The owner of a controversial proposed gas compressor station on the Fore River in Weymouth has finalized a deal for property where the plant is slated to be built. (Patriot Ledger)
The president of the 11-member Brockton City Council is upset that five councilors who had unsuccessfully pushed to place a ban on recreational pot before voters are holding public forums on zoning regulations for retail marijuana without notifying or including the rest of the council. (The Enterprise)
Supreme Judicial Court Chief Justice Ralph Gants, in a Globe op-ed, defends the bail-setting practices of judges who he says often have no choice but to set a reasonable bail that allows defendants to be released — even if the judge believes they may pose a public safety danger.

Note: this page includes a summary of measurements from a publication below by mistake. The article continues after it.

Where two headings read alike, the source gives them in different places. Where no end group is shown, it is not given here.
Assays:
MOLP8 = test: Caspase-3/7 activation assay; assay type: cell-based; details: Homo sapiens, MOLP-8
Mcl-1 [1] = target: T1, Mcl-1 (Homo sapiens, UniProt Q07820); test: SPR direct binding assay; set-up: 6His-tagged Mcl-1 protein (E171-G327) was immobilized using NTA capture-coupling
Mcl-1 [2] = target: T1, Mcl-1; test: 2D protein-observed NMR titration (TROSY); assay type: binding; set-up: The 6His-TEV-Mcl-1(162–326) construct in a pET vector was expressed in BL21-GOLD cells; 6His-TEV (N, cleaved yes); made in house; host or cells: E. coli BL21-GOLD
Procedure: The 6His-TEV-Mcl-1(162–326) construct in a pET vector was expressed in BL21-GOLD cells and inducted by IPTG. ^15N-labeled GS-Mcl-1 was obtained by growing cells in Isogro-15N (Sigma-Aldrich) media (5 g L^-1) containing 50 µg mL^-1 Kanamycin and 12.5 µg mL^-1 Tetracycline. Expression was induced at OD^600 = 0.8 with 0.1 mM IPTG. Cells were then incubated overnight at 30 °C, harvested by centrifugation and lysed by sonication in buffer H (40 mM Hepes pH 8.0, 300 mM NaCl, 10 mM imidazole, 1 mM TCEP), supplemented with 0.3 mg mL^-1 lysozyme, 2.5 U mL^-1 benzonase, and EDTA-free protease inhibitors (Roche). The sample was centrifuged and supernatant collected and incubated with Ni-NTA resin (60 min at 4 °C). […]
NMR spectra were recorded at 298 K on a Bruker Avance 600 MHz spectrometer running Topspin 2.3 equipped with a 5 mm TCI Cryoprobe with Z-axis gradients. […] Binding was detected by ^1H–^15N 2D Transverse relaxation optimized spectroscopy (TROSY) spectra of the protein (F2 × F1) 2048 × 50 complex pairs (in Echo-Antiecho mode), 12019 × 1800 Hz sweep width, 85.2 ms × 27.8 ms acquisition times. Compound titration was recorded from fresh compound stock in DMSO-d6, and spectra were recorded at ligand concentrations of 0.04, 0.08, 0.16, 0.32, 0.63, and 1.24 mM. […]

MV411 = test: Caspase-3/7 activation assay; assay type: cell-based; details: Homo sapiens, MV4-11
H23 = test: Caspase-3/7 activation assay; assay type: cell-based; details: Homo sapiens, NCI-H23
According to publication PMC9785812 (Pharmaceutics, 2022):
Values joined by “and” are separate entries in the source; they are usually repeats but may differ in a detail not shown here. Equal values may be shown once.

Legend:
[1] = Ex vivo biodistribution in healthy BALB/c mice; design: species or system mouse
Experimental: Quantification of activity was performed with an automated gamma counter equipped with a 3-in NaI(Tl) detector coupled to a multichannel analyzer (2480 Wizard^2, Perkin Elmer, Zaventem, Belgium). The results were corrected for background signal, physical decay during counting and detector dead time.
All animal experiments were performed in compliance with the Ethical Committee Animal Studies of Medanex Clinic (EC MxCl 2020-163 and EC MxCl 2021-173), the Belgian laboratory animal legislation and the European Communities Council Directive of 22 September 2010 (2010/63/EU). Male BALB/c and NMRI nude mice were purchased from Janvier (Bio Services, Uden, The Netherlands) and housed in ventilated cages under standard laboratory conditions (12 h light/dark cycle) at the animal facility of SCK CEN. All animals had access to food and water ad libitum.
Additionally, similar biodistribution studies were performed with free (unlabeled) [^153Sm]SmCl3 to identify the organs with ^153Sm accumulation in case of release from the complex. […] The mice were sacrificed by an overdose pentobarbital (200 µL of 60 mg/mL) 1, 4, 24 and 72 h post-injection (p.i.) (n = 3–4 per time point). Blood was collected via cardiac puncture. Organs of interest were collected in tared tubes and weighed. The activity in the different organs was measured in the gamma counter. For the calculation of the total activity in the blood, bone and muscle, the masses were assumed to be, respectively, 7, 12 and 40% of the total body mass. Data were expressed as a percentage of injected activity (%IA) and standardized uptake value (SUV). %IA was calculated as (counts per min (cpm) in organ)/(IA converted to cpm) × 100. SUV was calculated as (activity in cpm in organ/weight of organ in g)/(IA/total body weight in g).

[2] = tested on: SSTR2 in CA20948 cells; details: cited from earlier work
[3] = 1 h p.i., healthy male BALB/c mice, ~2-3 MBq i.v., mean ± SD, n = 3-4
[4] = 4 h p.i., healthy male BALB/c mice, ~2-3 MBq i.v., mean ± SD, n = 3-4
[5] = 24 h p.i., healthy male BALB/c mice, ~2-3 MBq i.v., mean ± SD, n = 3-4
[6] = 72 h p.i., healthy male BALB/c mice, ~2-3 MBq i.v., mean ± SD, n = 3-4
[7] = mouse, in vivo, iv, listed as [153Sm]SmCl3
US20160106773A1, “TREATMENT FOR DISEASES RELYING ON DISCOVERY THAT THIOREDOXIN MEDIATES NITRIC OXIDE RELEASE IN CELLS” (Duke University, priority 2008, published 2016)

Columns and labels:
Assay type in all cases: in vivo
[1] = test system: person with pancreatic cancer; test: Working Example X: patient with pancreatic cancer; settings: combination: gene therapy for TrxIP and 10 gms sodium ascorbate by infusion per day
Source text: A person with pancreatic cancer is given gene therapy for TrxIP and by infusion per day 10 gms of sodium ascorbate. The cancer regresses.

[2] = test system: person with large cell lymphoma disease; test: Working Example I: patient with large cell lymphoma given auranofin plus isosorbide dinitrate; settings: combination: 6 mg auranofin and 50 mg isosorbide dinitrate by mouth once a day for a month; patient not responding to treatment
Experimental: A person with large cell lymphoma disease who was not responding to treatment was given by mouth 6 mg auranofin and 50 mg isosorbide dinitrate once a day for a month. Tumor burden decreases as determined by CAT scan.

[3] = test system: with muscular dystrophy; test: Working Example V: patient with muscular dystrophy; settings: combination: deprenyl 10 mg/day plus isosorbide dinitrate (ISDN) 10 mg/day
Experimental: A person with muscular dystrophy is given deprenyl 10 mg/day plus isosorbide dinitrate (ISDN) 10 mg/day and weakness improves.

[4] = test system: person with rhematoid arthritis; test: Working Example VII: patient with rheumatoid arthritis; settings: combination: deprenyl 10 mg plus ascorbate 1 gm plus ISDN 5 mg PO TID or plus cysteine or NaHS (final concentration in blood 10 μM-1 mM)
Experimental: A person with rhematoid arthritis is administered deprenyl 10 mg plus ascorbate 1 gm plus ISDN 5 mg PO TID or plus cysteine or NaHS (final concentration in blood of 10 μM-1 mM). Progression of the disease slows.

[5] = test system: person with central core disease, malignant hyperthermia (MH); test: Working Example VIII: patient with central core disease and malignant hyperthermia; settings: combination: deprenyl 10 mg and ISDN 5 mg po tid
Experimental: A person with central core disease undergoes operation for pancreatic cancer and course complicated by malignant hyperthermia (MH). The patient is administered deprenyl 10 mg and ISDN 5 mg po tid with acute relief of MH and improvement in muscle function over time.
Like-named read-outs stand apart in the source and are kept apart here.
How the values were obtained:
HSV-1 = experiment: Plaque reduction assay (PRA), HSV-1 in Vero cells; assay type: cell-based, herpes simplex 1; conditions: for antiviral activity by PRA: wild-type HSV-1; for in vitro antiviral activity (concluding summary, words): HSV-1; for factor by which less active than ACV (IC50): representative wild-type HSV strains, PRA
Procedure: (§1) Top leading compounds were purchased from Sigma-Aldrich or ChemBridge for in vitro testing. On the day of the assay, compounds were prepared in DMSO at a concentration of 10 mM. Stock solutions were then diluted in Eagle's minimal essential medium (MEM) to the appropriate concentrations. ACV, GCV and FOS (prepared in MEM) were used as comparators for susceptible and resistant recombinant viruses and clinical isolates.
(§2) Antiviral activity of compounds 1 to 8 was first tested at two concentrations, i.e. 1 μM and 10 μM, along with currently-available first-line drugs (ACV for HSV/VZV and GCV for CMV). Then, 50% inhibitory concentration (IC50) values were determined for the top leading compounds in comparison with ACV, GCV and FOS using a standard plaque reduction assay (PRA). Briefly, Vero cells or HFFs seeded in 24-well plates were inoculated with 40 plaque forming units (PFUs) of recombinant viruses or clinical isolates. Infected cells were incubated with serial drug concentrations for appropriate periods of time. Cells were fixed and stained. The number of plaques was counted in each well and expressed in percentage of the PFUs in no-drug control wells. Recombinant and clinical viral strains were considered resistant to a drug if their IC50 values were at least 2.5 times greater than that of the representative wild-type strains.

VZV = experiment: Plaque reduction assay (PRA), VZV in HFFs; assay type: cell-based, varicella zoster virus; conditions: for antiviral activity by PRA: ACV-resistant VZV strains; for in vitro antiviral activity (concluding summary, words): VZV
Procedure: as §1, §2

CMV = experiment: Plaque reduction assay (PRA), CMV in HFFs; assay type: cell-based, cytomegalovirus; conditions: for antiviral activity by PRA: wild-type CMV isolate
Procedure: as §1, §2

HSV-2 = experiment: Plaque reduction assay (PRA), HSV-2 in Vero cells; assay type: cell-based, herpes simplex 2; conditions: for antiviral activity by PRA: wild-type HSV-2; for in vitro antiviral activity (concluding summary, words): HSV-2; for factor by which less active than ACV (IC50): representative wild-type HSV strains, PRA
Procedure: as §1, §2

Lawyers for two Boston City Hall aides whose extortion charges were thrown out in March by a federal district court judge are asking an appeals court to declare the case over after the US attorney’s office, for the third time, requested an extension as it mulls whether to appeal the dismissal. (Boston Herald)
New Boston Police Commissioner William Gross calls youth violence a top priority. (Boston Globe)A Duxbury man who had previously been charged with impersonating a Homeland Security officer and amassing a cache of weapons in his home has been indicted on child pornography charges for secretly recording underage girls in various stages of undress and extorting them to send him more images. (Patriot Ledger)
Whitman police have created an online map of where crimes are committed in the town over the previous 180 days and will constantly update it so residents know where the criminal activity is occurring. (The Enterprise)